Cancer survivor is first to swim across English Channel four times non-stop
Sarah Thomas ‘stunned’ after completing epic challenge in just over 54 hours
An American cancer survivor has achieved the “extraordinary” feat of becoming the first person to swim across the English Channel four times non-stop. Sarah Thomas, 37, said she felt “really tired” and “stunned” after completing the epic challenge in just over 54 hours.
The swimmer from Colorado was cheered to shore at Dover and handed champagne and chocolates as her remarkable swim ended at about 6.30am on Tuesday. Her achievement, described by supporters as “mind-blowing”, comes just a year after Thomas completed treatment for breast cancer. Writing ahead of her challenge, she dedicated the swim to “to all the survivors out there”.
Afterwards, Thomas told BBC Breakfast she felt “stunned” and “numb”. The hoarse-sounding swimmer said: “I’m really tired and I’m losing my voice from all the saltwater.”
Asked what the worst part of her challenge was, she said: “Probably dealing with the saltwater over four days, or two days, it really hurts your throat, your mouth and your tongue.”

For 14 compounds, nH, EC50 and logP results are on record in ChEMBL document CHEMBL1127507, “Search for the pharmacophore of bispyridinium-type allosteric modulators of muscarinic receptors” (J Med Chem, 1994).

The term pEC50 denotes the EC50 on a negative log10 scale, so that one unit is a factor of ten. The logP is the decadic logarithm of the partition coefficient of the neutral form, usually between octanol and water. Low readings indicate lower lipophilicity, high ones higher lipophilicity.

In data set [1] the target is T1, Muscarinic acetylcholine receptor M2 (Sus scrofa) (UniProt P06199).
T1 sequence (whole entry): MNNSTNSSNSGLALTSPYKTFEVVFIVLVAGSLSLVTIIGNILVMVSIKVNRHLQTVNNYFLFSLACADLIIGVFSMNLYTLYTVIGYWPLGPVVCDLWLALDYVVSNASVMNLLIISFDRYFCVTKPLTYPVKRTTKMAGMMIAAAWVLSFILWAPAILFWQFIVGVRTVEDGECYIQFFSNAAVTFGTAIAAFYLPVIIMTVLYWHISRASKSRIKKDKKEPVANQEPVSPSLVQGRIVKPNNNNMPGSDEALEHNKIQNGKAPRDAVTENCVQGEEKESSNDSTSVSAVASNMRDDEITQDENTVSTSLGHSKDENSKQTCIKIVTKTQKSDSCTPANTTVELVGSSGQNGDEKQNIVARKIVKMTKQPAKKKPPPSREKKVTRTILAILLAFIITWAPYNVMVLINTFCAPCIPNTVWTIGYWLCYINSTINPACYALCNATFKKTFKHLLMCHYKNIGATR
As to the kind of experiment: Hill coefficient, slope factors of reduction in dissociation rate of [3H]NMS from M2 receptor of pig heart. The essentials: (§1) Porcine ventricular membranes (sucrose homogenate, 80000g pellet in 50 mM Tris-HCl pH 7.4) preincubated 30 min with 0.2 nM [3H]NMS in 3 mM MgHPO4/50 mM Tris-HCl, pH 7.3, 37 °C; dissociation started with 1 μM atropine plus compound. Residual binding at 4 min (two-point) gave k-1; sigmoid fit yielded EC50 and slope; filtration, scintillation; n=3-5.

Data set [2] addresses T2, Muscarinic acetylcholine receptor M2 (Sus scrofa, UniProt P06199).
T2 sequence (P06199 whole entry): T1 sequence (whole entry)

She praised her support team for “helping me stay strong”, adding that she was “very prepared” for the weather, currents and cold water.
Thomas said she was kept fuelled by electrolyte and caffeine-filled drinks as she navigated past “a lot of jellyfish” during her swim. She admitted to feeling “pretty out of it” and was hoping to “sleep the rest of the day”.
The swimmer added: “I feel just mostly stunned right now, I just can’t believe that we did it.”
Elaine Howley, a member of Thomas’s support team, said the swimmer had returned to her accommodation near Folkestone with her family to sleep and recuperate. Describing her friend’s achievement, she said: “It’s unfathomable, it’s super human, it’s just extraordinary. I’m not sure there are enough superlatives out there to explain what this meant on many different levels.”
The total official crossing distance was 84 miles, but Thomas likely ended up swimming further due to currents and tides, with the latter shifting unexpectedly in the final stages of the challenge. – PA